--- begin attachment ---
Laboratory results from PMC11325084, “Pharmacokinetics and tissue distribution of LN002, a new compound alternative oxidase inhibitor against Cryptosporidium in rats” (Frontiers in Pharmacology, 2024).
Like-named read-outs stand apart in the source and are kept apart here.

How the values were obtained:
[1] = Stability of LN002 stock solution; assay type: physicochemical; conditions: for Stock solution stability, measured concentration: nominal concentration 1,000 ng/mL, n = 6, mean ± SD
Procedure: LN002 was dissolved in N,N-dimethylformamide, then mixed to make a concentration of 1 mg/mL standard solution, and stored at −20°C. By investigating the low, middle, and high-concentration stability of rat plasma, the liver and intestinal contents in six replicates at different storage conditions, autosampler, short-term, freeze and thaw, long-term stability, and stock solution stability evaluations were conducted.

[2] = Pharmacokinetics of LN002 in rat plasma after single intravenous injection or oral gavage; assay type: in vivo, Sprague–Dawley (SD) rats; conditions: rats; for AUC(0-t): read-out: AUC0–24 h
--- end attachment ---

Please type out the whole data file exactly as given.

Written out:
Laboratory results from PMC11325084, “Pharmacokinetics and tissue distribution of LN002, a new compound alternative oxidase inhibitor against Cryptosporidium in rats” (Frontiers in Pharmacology, 2024).
Like-named read-outs stand apart in the source and are kept apart here.

How the values were obtained:
[1] = Stability of LN002 stock solution; assay type: physicochemical; conditions: for Stock solution stability, measured concentration: nominal concentration 1,000 ng/mL, n = 6, mean ± SD
Procedure: LN002 was dissolved in N,N-dimethylformamide, then mixed to make a concentration of 1 mg/mL standard solution, and stored at −20°C. By investigating the low, middle, and high-concentration stability of rat plasma, the liver and intestinal contents in six replicates at different storage conditions, autosampler, short-term, freeze and thaw, long-term stability, and stock solution stability evaluations were conducted.

[2] = Pharmacokinetics of LN002 in rat plasma after single intravenous injection or oral gavage; assay type: in vivo, Sprague–Dawley (SD) rats; conditions: rats; for AUC(0-t): read-out: AUC0–24 h